First you stomp out an area of snow to compress it and harden it. Then you need to let it consolidate for a few minutes before cutting it out. Once your “quarry” is established you can begin to cut out the blocks and place them around your tent. Ideally, you want the wall to be about 5′ away from the sides of you tent. That way you have room to maneuver around your tent to shovel out the snow that will accumulate. We didn’t have an ideal camp location and the walls were too close to our tent.
Here is Shelley working in her quarry using the snow saw to cut out a block. You can see three sticks poking up out of the snow around Shelley with yellow and red flags on them. These are called “wands.” They are used to mark areas around the camp site. In this case, they are marking the edge of the quarry. When visibility deteriorates, the ground becomes blurry and the contours become hard to see. So these wands warn you to stay out of this area as you are walking around the camp site. Wands are also used to mark locations. For instance, if you bury something and want to find it later after it has snowed 12″ or 20″, you can.
The block has now been pulled out with the shovel (photo on the left) and Shelley is ready to carry it over to our tent.
You may notice that even in such bad weather, Shelley is wearing her glacier glasses. It is surprising how much glare there is on a snow field even if visibility is only a few hundred feet, it’s snowing and the wind is blowing. There is so much ambient light that you just can’t see without glacier glasses. I found this out on day four when I failed to maintain sunscreen on my face. More on that later.
Here, Shelley is placing the block. Our tent is the second from the right (photo on left). Tyler and Grant, two friends from Houston, were in the tent on the end (on the right) and Bruce and Jenn were in the tent third from the right. Cory and Jeff were on the far left. Jeff ended up going back after aggravating an old knee injury. Bruce and Jenn had never met before this course. Just for a clear understanding, these walls are not sufficient for Denali. They are too close to the tents and are only half as tall as they need to be. Again, this was training and a learning experience.
In the photo on the right, you can see a white and blue tent being put up. This is a Posh tent. On Denali, the Posh tent is the meeting place, dining hall, classroom and kitchen. It’s not really a tent though. It’s more of a cover with a single pole in the middle and tie-downs around the edge. The idea is you dig a big, round hole in the snow about 10′ feet deep. As you dig, you cut out seats in the snow to sit on. You want this hole deep so the tent’s exposure to the wind is minimal. The way it was explained to us, is you want it flat against the snow so there is no exposure at all. The biggest problem with the Posh tent is that it’s not very strong. It’s not designed to withstand high winds or heavy snow loads. We put it up and used it as a classroom this night, but ended up taking it down because of the heavy snow we were expecting over night. But it does provide a decent get-away from the weather and when you have eight people inside, it’s quite warm. Well, it’s warm on Mt. Rainier.
In our case, we only dug it out to about 6′. In the photo above, you can see the ledges cut out for seating.
That evening we learned knot tying. We learned the Figure 8, the Double Figure 8, a Figure 8 on a Bite, the Double Fisherman, the Slip Knot, the Flemish Bend, and the Bowline. We also learned to tie hitches. The Clover hitch, the Muntor, the Trucker’s hitch and others. Lastly, we tied some prusiks that will be needed while on a rope team. We had to bring 40′ of 6mm rope with us and we cut this rope up into various prusiks and other rope segments we will need later. The two most important prusiks we made were the Foot Prusik and the Waist Prusik. These are both used for ascending a rope if you fall into a crevasse. We also set up some rescue lines that we would use later in the week during crevasse rescue as well as a back pack leash. It’s funny how everything seems to have a leash of some sort to attach to you. Lastly, we made a rope assembly for our ascender. Yes, this too has a leash attached to it so you can attach it to you. If it wasn’t already, it was becoming apparent that dropping things was bad.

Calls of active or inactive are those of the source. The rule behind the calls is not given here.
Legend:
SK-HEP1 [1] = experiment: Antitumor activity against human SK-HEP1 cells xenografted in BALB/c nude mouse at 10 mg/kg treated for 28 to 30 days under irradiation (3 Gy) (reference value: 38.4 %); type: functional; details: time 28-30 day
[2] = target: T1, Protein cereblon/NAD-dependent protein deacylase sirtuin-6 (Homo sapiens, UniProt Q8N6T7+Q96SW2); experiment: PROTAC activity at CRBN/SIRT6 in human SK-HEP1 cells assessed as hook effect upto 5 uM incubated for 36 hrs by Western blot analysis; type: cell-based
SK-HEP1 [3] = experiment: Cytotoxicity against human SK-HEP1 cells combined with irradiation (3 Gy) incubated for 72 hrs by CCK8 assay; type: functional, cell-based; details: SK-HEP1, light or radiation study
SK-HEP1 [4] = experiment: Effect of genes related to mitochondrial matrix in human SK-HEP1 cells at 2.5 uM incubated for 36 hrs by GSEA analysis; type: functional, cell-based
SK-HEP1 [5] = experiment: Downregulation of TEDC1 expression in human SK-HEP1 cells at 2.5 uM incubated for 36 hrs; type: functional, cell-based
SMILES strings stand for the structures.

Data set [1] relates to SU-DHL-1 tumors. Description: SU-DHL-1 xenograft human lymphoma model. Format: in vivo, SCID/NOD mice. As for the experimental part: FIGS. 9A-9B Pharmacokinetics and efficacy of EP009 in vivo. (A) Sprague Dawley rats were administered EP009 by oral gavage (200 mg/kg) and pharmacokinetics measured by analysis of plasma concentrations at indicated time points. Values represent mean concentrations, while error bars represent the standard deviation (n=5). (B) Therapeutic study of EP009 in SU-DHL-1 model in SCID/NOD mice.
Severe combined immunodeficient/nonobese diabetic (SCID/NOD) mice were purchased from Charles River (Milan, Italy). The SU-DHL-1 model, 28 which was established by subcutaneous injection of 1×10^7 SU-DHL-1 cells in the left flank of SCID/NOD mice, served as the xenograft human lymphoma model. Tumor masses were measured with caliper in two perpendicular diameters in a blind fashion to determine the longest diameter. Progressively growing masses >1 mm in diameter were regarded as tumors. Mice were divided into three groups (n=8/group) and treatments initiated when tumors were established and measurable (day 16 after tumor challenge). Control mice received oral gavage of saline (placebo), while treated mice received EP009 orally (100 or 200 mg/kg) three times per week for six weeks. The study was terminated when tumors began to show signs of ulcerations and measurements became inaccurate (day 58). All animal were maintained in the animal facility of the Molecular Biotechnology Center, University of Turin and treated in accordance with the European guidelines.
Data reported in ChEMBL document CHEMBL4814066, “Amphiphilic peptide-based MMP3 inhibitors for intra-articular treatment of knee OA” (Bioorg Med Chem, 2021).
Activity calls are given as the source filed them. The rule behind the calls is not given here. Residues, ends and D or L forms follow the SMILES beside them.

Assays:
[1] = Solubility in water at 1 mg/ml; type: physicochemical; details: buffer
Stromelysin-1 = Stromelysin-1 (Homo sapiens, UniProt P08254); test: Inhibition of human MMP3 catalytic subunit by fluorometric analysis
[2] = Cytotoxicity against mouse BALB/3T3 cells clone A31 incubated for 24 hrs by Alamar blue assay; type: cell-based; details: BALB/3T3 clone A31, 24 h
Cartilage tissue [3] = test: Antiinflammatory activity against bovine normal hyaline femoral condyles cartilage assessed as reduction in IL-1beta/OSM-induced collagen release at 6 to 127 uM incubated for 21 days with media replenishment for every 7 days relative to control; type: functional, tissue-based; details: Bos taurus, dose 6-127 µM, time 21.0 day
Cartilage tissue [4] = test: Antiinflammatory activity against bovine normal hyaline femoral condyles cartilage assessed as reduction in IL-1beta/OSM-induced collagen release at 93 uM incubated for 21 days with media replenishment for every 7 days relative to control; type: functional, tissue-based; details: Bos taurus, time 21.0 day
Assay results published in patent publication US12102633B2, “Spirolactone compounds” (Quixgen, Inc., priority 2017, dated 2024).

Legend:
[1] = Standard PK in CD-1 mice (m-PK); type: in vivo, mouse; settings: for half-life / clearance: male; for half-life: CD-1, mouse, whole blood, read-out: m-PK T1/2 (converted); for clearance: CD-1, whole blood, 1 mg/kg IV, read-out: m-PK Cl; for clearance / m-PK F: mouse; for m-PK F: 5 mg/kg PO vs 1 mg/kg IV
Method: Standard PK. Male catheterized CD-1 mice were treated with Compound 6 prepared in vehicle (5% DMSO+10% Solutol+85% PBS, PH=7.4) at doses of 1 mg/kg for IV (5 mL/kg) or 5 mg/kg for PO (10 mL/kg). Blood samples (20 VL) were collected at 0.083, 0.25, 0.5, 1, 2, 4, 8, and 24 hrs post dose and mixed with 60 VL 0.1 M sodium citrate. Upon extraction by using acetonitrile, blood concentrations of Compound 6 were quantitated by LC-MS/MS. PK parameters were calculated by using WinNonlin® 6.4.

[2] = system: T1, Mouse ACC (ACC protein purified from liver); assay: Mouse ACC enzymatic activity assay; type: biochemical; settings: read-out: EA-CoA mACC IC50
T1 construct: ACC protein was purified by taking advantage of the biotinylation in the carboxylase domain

Here’s a photo of the guides’ tents. The two in the distance were guides who were staying up on the mountain for some unknown reasons (we didn’t work with them during our stay) and the one nearest the Posh tent is our guides’ tent. The Posh tent is also up and ready for use. You can see that Ben and JP didn’t get their wind wall up very high either by the end of the evening.
After a long day at work on the camp site and the tents, it was time for dinner and a little time to relax as we prepared to go to sleep. I took this photo of the two of us as we prepared to go to sleep. Shelley worked really hard all day building the wind wall and buttoning up the tent. I think it shows a little on her expression. She’s smiling, but we are both pretty tired. It’s really easy to work hard and not realize it right away when it’s cold. You’re not really sweating (at least you don’t feel it) and you’re not walking great distances or lifting heavy objects. But it’s still hard work doing all that manual labor in those conditions. It sort of sneaks up on you. Once again, a good learning experience to show how you have to pace yourself no matter what it is you’re doing.
We ate dinner a bit early and ended up sacking out around 8:00 pm as the winter storm we had been expecting was due to hit sometime between 8:00 pm and midnight. It didn’t wake me up till 2:30 am. Little did I know at that time that I would only be getting a few hours of sleep over the next 32 hours.